Turbotodd

Ruminations on tech, the digital media, and some golf thrown in for good measure.

Posts Tagged ‘netbooks

Netbooks In Africa

with one comment

How about a netbook for $190 U.S.?

Today, Canonical and IBM announced a partnership with Simmtronics to offer the Simmtronics netbook, the Simmbook, to emerging markets at just that price.

Starting in South Africa, the Simmbook is preloaded with IBM Client for Smart Work, which includes IBM Lotus Symphony (productivity suite), access to IBM LotusLive cloud collaboration services, and the choice to add other IBM Lotus collaboration software like Lotus Notes and Lotus Sametime.

This move helps bridge the gap between low price and high performance, providing a desirable form factor (the netbook) with an affordable software and OS footprint, one that provides a better computing option for those in small-medium businesses, non-profits, and even academia which might not otherwise be able to afford these types of collaboration resources.

“As Africa makes economic strides during a time when new technologies like cloud computing are emerging, the Simmbook netbook with LotusLive, Lotus Symphony, Lotus Notes and Ubuntu Linux provides businesses with a complete solution at an affordable price,” said Clifford Foster, IBM sub-Saharan CTO.

“CIO’s, IT directors and IT architects from all type of organizations in South Africa — even those that typically cannot afford new, expensive personal computers — can now legitimately consider netbooks instead of PCs for business use.”

Designed specifically for mobile computing, the Simmbook provides the power of a full-sized laptop in a compact body. IBM Client for Smart Work is IBM and Canonical’s complete desktop package that’s open, easy to use, and offers a security-rich alternative to costly, proprietary PC software, such as Microsoft Windows.  It  can help lower costs by up to 50 percent of a typical Microsoft PC.

Simmtronics is working closely with IBM to provide low cost computing in emerging markets around the world.   In addition to African countries, the low-cost Simmbook will also be available in India, Thailand and Vietnam.

The new Simmbook preloaded with IBM Client for Smart Work can be purchased online directly from Simmtronics using this order form http://www.simmtronics.com/order_form.php.  Simmtronics and IBM plan to continue to work with clients to offer the Simmbook at a competitive price to other countries around the world.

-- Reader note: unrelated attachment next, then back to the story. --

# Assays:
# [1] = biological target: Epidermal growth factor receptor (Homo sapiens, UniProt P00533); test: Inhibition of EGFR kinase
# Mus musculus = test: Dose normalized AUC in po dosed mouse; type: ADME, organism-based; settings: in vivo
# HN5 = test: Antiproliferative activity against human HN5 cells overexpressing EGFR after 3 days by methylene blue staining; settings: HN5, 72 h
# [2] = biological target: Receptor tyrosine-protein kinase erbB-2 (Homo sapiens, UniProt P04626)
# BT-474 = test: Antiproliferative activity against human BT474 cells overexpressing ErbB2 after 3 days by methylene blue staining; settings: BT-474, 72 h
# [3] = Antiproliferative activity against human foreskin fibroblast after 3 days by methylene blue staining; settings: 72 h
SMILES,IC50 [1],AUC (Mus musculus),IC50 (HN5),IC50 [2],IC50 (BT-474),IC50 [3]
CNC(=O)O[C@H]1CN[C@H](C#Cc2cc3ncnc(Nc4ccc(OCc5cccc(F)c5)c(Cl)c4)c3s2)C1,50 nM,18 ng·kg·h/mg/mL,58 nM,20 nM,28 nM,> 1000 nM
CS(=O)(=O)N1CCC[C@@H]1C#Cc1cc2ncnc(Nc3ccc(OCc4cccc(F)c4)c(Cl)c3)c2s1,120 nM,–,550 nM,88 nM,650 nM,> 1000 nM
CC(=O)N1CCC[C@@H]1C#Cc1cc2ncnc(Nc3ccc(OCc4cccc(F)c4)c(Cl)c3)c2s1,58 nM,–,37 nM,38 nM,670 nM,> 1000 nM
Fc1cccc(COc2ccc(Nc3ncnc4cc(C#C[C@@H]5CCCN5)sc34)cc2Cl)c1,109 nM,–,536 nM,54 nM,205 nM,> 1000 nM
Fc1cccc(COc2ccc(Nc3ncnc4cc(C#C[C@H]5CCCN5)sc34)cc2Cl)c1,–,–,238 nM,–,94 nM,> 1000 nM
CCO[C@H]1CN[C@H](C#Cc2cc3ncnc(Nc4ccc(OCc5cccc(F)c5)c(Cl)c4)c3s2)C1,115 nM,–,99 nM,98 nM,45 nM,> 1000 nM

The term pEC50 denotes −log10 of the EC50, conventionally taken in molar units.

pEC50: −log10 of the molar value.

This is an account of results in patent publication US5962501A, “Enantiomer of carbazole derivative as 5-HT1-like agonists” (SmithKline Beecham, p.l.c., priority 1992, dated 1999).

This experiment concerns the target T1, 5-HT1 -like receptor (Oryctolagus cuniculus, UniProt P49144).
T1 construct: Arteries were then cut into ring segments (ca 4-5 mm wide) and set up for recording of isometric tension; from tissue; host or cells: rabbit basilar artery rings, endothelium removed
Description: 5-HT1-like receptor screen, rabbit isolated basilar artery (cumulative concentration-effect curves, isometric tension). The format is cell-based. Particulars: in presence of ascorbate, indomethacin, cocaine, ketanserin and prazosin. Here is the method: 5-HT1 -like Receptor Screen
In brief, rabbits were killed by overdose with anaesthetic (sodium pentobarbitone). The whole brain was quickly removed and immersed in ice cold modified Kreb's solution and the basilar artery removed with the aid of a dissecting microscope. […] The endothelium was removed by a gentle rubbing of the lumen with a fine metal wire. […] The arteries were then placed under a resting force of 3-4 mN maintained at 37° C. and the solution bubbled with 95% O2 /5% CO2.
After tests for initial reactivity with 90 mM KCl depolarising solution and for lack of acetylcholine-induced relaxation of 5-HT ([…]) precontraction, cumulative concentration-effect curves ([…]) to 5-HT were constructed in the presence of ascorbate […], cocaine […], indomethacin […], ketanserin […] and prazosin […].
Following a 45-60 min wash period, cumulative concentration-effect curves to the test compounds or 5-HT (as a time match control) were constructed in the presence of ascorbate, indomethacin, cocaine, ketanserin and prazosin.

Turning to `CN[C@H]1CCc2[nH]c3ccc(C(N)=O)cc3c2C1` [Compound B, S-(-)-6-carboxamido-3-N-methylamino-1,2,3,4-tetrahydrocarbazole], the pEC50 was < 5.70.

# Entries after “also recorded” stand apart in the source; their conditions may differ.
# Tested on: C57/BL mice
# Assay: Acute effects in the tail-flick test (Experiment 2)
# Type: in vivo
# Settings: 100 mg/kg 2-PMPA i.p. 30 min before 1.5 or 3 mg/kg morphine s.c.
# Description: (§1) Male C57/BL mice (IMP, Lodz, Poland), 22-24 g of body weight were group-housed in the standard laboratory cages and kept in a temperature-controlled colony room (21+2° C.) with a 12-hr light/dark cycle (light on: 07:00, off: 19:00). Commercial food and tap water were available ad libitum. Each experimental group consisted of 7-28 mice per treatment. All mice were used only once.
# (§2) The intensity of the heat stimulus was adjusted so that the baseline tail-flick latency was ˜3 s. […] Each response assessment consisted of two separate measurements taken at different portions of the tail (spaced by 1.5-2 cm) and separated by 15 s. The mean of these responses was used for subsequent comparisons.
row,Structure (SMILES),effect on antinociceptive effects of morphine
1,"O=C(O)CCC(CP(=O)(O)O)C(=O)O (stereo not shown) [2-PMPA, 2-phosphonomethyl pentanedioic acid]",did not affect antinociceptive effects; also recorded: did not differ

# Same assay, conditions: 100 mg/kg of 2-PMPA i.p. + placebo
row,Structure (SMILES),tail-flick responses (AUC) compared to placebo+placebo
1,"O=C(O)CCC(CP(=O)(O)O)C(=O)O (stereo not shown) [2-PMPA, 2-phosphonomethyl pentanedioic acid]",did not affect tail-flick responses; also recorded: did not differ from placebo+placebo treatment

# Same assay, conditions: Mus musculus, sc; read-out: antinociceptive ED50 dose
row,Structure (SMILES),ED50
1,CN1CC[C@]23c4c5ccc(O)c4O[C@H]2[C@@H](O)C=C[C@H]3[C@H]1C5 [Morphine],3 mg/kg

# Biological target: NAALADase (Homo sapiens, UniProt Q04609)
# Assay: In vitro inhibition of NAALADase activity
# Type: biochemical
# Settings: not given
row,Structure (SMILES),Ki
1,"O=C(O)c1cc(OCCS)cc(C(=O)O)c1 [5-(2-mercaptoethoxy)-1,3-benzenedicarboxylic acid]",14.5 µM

Written by turbotodd

March 25, 2010 at 9:44 pm

Car Windows

with 4 comments

Is anybody but me getting a sudden influx of Facebook SPAM?

I’m suddenly getting notices from my “friends” with links to some Blogspot address asking me to watch some video.

Oy vey.  I wonder if that could somehow be a viral video campaign related to today’s Windows 7 launch.

Speaking of which, I haven’t yet figured out how to get Windows 7 on my Acer netbook.  It’s currently got a dual boot with both Ubuntu Netbook Remix and Windows XP, but because most netbooks don’t have a DVD or CD-ROM drive, upgrading is going to be a big challenge.

I’ve visited both the Windows marketing pages as well as the Microsoft store, and there’s no information on the Netbook upgrade version (from which you can load via USB device, or so I had heard) of Windows 7.

So, all that hard work by Microsoft on getting W7 tuned up and ready for the netbook market…well done!

I did stumble onto this post from the Windows 7 blog, which announced a number of special offers and promotions, including a Windows 7 launch party in NYC.

You know, I really would try and make it, but alas, I have to head to a meeting to watch some paint dry.

David Pogue has a review on The New York Times with the following headline: Windows 7 Keeps the Good, Tries to Fix Flaws.

Not exactly a ringing endorsement, but then again Pogue is an unabashed Apple fanboy (Full disclosure: So am I.)

But, being a technology dude, I find it is my geeksworn duty to try as many technologies as I possibly can, from IBM and from our competitors, so that I can better understand the state of the market.

That said, I never tried Microsoft Vista, save for one time when I was at a Gartner Symposium in the fall of 2003, and I got to try out an early beta.

I thought it really cool that Vista was going to include RSS feeds (RSS feeds were pretty new back then…amazing how so many people still don’t know what they are!)  Other than that, I just couldn’t see it, especially with all the additional horsepower it required.

No, for me, Windows XP was always good enough, and like so many, I never found a compelling reason to upgrade to Vista.  And then, I discovered Mac OS X.

For my money, operating systems should be like car engines…they should just work.  Turn the key.  Engine cranks.  Off you go.

And for me, Mac OS X has been a pretty good working engine, and considering that it’s basically a UNIX derivative with a nice GUI overlay, I guess I shouldn’t be surprised.

If Windows 7 can provide the kind of stability and an elegant GUI that OS X has been providing for years, then by golly, knock yourself out.

I’d certainly consider putting it on my Acer netbook…but I’m definitely not interested in spending days under the hood trying to figure out how to do so.

Kinda defeats the point if I can’t get in and just turn on the engine and drive.

Written by turbotodd

October 22, 2009 at 2:05 pm

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